Adams Papers

To John Adams from Roger Sherman, 27 July 1789

New York July 27th. 1789


I received your letter of the 20th Inst. I had in mine of the same date Communicated my Ideas on that part of the Constitution limiting the President’s power of negativing the acts of the legislature—and just hinted at the propriety of the provision made <by the legislature> for appointment to offices. I esteem that to be a matter of very great importance, on which the liberties and safety of the people depends nearly as much as on legislation. If that was vested in the President alone he might render himself despotic. It was a saying of one of the Kings of England that while the King could appoint the Bishops and judges he might have what religion & law he pleased. to give that observation its full effect they must hold their offices during his pleasure, by such appointments without controul a power might be gradually established, that would be more formidable than a Standing army.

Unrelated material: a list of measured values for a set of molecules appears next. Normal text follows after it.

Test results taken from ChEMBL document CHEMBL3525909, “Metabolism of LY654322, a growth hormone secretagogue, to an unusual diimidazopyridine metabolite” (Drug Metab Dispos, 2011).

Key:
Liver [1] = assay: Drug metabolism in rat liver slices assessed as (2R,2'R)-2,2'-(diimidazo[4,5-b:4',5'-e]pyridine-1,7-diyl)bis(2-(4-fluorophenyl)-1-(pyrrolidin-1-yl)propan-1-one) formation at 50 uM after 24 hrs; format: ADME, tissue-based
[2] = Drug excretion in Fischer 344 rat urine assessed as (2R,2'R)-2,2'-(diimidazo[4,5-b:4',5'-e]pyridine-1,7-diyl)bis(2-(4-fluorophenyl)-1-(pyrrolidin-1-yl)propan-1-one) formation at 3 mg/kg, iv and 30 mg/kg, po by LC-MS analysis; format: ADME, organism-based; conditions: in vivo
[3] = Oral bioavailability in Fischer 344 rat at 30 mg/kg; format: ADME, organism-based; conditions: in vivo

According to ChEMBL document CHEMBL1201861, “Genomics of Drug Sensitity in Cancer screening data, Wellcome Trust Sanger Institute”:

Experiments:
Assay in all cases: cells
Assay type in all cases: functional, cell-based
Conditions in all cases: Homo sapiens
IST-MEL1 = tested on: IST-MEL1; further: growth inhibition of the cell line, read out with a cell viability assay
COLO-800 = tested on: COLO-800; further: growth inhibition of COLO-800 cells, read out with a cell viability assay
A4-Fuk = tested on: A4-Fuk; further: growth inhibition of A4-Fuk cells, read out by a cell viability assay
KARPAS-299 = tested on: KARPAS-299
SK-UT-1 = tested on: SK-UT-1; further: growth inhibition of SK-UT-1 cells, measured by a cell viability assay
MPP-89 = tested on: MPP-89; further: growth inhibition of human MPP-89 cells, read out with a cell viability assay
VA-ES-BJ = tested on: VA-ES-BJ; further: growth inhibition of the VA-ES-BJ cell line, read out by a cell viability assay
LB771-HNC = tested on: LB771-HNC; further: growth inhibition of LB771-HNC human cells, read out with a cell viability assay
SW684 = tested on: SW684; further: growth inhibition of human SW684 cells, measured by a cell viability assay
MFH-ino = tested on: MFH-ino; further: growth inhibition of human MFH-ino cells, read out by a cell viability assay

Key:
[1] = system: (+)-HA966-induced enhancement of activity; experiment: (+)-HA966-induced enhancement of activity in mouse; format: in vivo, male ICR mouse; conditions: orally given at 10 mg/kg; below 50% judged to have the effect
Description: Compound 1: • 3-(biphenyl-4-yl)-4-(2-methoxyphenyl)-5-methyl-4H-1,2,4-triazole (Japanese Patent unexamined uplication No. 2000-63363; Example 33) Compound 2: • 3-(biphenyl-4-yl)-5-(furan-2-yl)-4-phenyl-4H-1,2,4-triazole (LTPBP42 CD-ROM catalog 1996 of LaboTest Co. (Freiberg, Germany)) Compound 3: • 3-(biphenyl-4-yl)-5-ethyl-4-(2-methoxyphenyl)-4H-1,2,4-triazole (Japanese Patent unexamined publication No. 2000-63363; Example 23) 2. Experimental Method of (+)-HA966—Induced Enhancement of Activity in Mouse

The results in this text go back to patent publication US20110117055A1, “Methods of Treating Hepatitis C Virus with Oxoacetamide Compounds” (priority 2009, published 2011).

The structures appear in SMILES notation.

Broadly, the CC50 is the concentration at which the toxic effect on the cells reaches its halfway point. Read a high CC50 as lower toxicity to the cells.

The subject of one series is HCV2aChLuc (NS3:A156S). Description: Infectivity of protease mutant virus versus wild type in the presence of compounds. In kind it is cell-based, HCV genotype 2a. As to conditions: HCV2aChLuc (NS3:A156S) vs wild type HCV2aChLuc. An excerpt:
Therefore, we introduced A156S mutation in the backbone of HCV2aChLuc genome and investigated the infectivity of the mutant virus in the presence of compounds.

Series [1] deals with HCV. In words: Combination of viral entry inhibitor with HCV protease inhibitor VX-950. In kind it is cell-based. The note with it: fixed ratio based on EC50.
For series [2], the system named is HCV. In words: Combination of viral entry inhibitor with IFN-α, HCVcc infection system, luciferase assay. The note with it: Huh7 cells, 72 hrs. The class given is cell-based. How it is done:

It appears to me that the Senate is the most important branch in the government. For the aid and support of the executive, for securing the rights of the individual States, the government of the United States & the liberties of the People.—The Executive is not to execute its own will but the will of the legislature declared by the laws, and the Senate being a branch of the legislature, will be disposed to accomplish that end, and advise to such appointments as will be most likely to effect it—from their knowledge of the people in the Several States they can give the best information who are qualified for offices, and they will as you justly observe in some degree lessen his responsibility, yet will he not have as much remaining as he can well support? and may not their advice enable him to make such judicious appointments as to render responsibility less necessary? No person can deserve censure when he acts honestly according to his best discretion.